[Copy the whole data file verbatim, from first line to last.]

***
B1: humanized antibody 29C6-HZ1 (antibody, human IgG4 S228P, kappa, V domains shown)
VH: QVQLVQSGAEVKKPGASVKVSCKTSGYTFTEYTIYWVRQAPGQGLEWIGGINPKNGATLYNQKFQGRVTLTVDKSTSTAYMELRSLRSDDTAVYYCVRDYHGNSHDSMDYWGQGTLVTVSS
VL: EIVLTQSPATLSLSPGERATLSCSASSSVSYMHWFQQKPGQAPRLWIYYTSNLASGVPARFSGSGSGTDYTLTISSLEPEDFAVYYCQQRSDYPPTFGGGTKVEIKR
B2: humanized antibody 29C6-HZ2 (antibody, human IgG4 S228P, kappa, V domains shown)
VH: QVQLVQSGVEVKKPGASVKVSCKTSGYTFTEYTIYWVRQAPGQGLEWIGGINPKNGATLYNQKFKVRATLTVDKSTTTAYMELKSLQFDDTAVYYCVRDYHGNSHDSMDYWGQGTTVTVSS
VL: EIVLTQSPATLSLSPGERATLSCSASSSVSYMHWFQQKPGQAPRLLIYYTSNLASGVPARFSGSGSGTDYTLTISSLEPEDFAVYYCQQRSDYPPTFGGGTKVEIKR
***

B1: humanized antibody 29C6-HZ1 (antibody, human IgG4 S228P, kappa, V domains shown)
VH: QVQLVQSGAEVKKPGASVKVSCKTSGYTFTEYTIYWVRQAPGQGLEWIGGINPKNGATLYNQKFQGRVTLTVDKSTSTAYMELRSLRSDDTAVYYCVRDYHGNSHDSMDYWGQGTLVTVSS
VL: EIVLTQSPATLSLSPGERATLSCSASSSVSYMHWFQQKPGQAPRLWIYYTSNLASGVPARFSGSGSGTDYTLTISSLEPEDFAVYYCQQRSDYPPTFGGGTKVEIKR
B2: humanized antibody 29C6-HZ2 (antibody, human IgG4 S228P, kappa, V domains shown)
VH: QVQLVQSGVEVKKPGASVKVSCKTSGYTFTEYTIYWVRQAPGQGLEWIGGINPKNGATLYNQKFKVRATLTVDKSTTTAYMELKSLQFDDTAVYYCVRDYHGNSHDSMDYWGQGTTVTVSS
VL: EIVLTQSPATLSLSPGERATLSCSASSSVSYMHWFQQKPGQAPRLLIYYTSNLASGVPARFSGSGSGTDYTLTISSLEPEDFAVYYCQQRSDYPPTFGGGTKVEIKR